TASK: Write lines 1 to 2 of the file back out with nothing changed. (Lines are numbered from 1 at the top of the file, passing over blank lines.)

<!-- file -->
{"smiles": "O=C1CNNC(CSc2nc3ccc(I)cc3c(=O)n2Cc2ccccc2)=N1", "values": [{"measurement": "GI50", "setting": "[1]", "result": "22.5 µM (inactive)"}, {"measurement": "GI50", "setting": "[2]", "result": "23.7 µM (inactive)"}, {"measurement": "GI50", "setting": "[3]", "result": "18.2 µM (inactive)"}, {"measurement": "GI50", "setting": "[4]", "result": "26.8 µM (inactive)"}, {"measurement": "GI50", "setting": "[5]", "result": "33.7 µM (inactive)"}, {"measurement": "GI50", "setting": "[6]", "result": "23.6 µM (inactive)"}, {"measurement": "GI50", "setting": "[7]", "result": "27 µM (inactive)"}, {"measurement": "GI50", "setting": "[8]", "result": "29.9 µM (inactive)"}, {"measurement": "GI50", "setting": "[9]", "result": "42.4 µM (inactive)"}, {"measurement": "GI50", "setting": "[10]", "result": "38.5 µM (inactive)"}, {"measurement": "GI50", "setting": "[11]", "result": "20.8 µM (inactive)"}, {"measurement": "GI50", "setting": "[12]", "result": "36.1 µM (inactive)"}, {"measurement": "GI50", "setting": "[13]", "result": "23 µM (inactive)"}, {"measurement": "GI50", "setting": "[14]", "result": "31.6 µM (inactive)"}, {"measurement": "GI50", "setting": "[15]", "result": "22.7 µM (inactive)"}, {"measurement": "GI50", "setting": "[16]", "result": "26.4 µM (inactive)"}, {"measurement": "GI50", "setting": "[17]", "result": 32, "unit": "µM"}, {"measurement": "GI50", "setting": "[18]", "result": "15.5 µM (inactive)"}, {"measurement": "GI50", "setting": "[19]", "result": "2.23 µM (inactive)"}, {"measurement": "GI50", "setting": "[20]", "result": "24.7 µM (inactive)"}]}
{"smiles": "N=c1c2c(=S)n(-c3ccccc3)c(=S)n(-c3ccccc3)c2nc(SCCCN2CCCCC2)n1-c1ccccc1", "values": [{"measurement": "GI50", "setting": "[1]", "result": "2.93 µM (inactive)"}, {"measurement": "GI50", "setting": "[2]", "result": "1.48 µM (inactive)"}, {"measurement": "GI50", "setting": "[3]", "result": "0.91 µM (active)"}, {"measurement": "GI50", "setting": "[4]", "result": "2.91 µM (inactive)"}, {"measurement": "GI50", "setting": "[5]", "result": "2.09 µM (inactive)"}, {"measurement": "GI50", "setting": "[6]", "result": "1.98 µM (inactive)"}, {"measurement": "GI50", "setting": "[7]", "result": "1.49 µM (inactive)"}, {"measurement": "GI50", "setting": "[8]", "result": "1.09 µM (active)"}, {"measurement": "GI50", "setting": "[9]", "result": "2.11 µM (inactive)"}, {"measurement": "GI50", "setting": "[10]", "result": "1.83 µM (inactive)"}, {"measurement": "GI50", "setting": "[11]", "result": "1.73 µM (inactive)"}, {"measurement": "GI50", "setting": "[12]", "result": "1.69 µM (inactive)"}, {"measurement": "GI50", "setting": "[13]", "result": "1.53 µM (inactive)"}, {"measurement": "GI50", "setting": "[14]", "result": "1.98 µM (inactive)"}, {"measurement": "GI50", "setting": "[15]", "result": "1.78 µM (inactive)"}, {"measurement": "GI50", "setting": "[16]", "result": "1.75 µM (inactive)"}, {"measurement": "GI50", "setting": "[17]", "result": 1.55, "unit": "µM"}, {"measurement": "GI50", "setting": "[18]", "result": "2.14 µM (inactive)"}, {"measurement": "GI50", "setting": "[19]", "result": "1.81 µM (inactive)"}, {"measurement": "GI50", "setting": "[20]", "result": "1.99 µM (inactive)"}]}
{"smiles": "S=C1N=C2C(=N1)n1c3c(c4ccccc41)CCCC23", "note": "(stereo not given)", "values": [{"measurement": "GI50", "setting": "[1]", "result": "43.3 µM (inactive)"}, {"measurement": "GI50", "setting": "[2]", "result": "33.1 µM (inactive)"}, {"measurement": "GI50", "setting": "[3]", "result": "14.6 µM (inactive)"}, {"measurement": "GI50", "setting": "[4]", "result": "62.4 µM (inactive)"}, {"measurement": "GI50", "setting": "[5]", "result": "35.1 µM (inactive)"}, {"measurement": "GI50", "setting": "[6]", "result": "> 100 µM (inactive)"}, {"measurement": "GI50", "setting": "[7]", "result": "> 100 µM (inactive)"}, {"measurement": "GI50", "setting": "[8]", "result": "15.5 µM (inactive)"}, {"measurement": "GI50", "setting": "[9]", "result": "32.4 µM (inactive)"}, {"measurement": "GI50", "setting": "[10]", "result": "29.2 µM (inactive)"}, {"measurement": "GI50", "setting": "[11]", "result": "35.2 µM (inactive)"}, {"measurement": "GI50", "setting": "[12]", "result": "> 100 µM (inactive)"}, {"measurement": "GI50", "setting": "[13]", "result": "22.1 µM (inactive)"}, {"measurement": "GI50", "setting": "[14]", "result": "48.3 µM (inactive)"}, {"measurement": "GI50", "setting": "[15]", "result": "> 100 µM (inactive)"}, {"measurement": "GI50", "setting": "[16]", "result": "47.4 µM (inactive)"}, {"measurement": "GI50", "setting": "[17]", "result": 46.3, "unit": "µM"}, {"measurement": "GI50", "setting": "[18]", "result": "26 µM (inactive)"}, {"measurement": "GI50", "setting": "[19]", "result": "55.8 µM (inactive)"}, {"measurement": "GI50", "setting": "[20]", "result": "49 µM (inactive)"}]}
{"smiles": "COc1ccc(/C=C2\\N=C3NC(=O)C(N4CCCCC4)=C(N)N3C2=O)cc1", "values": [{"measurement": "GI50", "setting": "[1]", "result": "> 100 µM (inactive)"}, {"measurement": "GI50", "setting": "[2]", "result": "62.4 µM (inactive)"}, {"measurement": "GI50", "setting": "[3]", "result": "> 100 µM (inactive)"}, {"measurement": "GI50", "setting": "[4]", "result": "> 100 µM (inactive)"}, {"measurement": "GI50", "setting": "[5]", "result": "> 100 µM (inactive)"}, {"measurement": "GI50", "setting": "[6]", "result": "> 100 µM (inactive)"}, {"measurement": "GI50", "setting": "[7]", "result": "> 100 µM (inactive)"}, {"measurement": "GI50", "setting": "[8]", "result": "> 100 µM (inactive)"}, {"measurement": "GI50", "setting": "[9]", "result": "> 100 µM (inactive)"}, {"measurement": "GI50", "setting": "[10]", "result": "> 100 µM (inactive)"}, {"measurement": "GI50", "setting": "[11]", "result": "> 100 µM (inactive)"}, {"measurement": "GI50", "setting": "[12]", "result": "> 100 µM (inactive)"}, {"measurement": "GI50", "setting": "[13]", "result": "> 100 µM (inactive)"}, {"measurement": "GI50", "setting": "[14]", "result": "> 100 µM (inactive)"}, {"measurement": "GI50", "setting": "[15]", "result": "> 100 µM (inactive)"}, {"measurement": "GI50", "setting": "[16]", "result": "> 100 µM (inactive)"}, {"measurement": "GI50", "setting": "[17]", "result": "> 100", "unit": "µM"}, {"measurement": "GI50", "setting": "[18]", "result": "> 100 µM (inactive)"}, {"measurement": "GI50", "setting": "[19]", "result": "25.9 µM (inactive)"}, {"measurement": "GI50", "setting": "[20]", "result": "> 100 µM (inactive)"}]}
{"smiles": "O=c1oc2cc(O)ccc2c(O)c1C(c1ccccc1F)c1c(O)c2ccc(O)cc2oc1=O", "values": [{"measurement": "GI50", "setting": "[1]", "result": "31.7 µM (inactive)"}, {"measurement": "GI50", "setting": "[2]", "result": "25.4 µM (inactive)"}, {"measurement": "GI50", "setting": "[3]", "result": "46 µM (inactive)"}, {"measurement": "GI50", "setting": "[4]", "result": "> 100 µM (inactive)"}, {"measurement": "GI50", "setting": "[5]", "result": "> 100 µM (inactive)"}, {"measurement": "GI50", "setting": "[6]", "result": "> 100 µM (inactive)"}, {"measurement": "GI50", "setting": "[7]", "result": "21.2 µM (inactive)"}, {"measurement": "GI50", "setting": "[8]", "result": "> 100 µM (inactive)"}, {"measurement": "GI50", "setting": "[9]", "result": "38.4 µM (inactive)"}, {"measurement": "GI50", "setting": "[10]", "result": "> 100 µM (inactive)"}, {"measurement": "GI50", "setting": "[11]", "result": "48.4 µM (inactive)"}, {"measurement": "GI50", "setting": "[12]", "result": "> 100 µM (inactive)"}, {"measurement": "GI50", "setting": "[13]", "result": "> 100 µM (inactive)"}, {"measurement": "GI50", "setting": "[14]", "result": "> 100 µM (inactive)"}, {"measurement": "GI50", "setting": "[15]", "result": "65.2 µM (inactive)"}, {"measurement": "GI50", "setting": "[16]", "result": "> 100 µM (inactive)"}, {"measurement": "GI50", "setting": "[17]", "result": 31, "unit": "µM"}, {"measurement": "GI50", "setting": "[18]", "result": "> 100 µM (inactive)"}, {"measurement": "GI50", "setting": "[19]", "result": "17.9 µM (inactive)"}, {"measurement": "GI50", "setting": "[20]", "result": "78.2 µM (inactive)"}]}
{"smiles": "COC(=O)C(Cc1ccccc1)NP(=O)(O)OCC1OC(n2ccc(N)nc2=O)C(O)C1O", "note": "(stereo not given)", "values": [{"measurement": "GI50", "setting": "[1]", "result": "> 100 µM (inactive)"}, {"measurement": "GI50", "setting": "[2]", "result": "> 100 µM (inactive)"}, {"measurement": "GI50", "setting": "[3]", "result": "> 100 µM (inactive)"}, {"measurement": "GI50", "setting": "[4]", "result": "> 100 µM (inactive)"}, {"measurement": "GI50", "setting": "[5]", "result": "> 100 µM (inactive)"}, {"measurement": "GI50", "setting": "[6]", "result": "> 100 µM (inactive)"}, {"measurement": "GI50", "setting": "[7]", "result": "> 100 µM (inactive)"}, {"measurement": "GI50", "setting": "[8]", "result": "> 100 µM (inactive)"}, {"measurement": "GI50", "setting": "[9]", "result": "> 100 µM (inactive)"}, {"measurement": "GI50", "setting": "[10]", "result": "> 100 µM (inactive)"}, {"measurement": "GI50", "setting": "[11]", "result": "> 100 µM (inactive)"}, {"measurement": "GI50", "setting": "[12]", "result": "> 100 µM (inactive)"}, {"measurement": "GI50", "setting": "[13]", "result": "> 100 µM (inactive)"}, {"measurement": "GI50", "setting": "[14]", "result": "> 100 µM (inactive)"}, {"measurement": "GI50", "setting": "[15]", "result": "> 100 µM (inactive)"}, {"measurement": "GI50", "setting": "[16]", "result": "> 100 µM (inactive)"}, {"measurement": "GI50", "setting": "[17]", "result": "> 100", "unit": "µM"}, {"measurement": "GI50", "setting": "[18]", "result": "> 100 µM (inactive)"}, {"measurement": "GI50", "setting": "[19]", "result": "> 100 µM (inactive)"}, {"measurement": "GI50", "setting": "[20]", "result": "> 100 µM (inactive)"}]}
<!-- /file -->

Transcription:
{"smiles": "O=C1CNNC(CSc2nc3ccc(I)cc3c(=O)n2Cc2ccccc2)=N1", "values": [{"measurement": "GI50", "setting": "[1]", "result": "22.5 µM (inactive)"}, {"measurement": "GI50", "setting": "[2]", "result": "23.7 µM (inactive)"}, {"measurement": "GI50", "setting": "[3]", "result": "18.2 µM (inactive)"}, {"measurement": "GI50", "setting": "[4]", "result": "26.8 µM (inactive)"}, {"measurement": "GI50", "setting": "[5]", "result": "33.7 µM (inactive)"}, {"measurement": "GI50", "setting": "[6]", "result": "23.6 µM (inactive)"}, {"measurement": "GI50", "setting": "[7]", "result": "27 µM (inactive)"}, {"measurement": "GI50", "setting": "[8]", "result": "29.9 µM (inactive)"}, {"measurement": "GI50", "setting": "[9]", "result": "42.4 µM (inactive)"}, {"measurement": "GI50", "setting": "[10]", "result": "38.5 µM (inactive)"}, {"measurement": "GI50", "setting": "[11]", "result": "20.8 µM (inactive)"}, {"measurement": "GI50", "setting": "[12]", "result": "36.1 µM (inactive)"}, {"measurement": "GI50", "setting": "[13]", "result": "23 µM (inactive)"}, {"measurement": "GI50", "setting": "[14]", "result": "31.6 µM (inactive)"}, {"measurement": "GI50", "setting": "[15]", "result": "22.7 µM (inactive)"}, {"measurement": "GI50", "setting": "[16]", "result": "26.4 µM (inactive)"}, {"measurement": "GI50", "setting": "[17]", "result": 32, "unit": "µM"}, {"measurement": "GI50", "setting": "[18]", "result": "15.5 µM (inactive)"}, {"measurement": "GI50", "setting": "[19]", "result": "2.23 µM (inactive)"}, {"measurement": "GI50", "setting": "[20]", "result": "24.7 µM (inactive)"}]}
{"smiles": "N=c1c2c(=S)n(-c3ccccc3)c(=S)n(-c3ccccc3)c2nc(SCCCN2CCCCC2)n1-c1ccccc1", "values": [{"measurement": "GI50", "setting": "[1]", "result": "2.93 µM (inactive)"}, {"measurement": "GI50", "setting": "[2]", "result": "1.48 µM (inactive)"}, {"measurement": "GI50", "setting": "[3]", "result": "0.91 µM (active)"}, {"measurement": "GI50", "setting": "[4]", "result": "2.91 µM (inactive)"}, {"measurement": "GI50", "setting": "[5]", "result": "2.09 µM (inactive)"}, {"measurement": "GI50", "setting": "[6]", "result": "1.98 µM (inactive)"}, {"measurement": "GI50", "setting": "[7]", "result": "1.49 µM (inactive)"}, {"measurement": "GI50", "setting": "[8]", "result": "1.09 µM (active)"}, {"measurement": "GI50", "setting": "[9]", "result": "2.11 µM (inactive)"}, {"measurement": "GI50", "setting": "[10]", "result": "1.83 µM (inactive)"}, {"measurement": "GI50", "setting": "[11]", "result": "1.73 µM (inactive)"}, {"measurement": "GI50", "setting": "[12]", "result": "1.69 µM (inactive)"}, {"measurement": "GI50", "setting": "[13]", "result": "1.53 µM (inactive)"}, {"measurement": "GI50", "setting": "[14]", "result": "1.98 µM (inactive)"}, {"measurement": "GI50", "setting": "[15]", "result": "1.78 µM (inactive)"}, {"measurement": "GI50", "setting": "[16]", "result": "1.75 µM (inactive)"}, {"measurement": "GI50", "setting": "[17]", "result": 1.55, "unit": "µM"}, {"measurement": "GI50", "setting": "[18]", "result": "2.14 µM (inactive)"}, {"measurement": "GI50", "setting": "[19]", "result": "1.81 µM (inactive)"}, {"measurement": "GI50", "setting": "[20]", "result": "1.99 µM (inactive)"}]}